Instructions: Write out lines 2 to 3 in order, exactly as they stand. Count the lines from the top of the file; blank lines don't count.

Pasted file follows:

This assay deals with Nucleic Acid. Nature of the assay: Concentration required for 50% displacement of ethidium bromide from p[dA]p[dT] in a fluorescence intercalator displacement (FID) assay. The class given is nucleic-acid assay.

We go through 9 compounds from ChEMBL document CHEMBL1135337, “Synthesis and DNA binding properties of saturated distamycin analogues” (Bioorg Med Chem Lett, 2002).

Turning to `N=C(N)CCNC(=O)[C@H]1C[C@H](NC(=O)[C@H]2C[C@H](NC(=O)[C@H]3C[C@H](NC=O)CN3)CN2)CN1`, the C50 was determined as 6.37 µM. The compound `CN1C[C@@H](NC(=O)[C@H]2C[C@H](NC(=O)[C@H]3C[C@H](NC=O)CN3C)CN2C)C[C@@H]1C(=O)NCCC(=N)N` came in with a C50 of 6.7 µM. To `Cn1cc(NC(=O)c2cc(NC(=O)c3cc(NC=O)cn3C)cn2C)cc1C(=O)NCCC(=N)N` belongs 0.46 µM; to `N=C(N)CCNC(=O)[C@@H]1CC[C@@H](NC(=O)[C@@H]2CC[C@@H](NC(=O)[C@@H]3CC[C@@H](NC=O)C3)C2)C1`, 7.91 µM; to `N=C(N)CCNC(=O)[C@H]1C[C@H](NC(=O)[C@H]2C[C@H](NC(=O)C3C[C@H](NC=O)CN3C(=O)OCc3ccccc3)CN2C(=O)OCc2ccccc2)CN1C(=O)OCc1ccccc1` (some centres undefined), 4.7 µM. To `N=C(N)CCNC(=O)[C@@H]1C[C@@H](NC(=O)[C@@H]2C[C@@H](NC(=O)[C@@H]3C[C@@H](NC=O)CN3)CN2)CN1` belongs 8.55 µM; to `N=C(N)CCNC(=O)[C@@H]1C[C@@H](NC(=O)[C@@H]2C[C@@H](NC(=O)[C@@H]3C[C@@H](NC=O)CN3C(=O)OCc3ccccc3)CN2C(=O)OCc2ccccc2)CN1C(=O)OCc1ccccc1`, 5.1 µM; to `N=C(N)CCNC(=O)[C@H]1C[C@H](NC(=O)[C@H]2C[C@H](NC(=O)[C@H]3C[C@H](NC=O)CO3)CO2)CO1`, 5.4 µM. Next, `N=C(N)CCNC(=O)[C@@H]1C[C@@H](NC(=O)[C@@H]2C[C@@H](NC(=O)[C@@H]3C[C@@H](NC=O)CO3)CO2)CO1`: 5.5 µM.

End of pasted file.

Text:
We go through 9 compounds from ChEMBL document CHEMBL1135337, “Synthesis and DNA binding properties of saturated distamycin analogues” (Bioorg Med Chem Lett, 2002).

Turning to `N=C(N)CCNC(=O)[C@H]1C[C@H](NC(=O)[C@H]2C[C@H](NC(=O)[C@H]3C[C@H](NC=O)CN3)CN2)CN1`, the C50 was determined as 6.37 µM. The compound `CN1C[C@@H](NC(=O)[C@H]2C[C@H](NC(=O)[C@H]3C[C@H](NC=O)CN3C)CN2C)C[C@@H]1C(=O)NCCC(=N)N` came in with a C50 of 6.7 µM. To `Cn1cc(NC(=O)c2cc(NC(=O)c3cc(NC=O)cn3C)cn2C)cc1C(=O)NCCC(=N)N` belongs 0.46 µM; to `N=C(N)CCNC(=O)[C@@H]1CC[C@@H](NC(=O)[C@@H]2CC[C@@H](NC(=O)[C@@H]3CC[C@@H](NC=O)C3)C2)C1`, 7.91 µM; to `N=C(N)CCNC(=O)[C@H]1C[C@H](NC(=O)[C@H]2C[C@H](NC(=O)C3C[C@H](NC=O)CN3C(=O)OCc3ccccc3)CN2C(=O)OCc2ccccc2)CN1C(=O)OCc1ccccc1` (some centres undefined), 4.7 µM. To `N=C(N)CCNC(=O)[C@@H]1C[C@@H](NC(=O)[C@@H]2C[C@@H](NC(=O)[C@@H]3C[C@@H](NC=O)CN3)CN2)CN1` belongs 8.55 µM; to `N=C(N)CCNC(=O)[C@@H]1C[C@@H](NC(=O)[C@@H]2C[C@@H](NC(=O)[C@@H]3C[C@@H](NC=O)CN3C(=O)OCc3ccccc3)CN2C(=O)OCc2ccccc2)CN1C(=O)OCc1ccccc1`, 5.1 µM; to `N=C(N)CCNC(=O)[C@H]1C[C@H](NC(=O)[C@H]2C[C@H](NC(=O)[C@H]3C[C@H](NC=O)CO3)CO2)CO1`, 5.4 µM. Next, `N=C(N)CCNC(=O)[C@@H]1C[C@@H](NC(=O)[C@@H]2C[C@@H](NC(=O)[C@@H]3C[C@@H](NC=O)CO3)CO2)CO1`: 5.5 µM.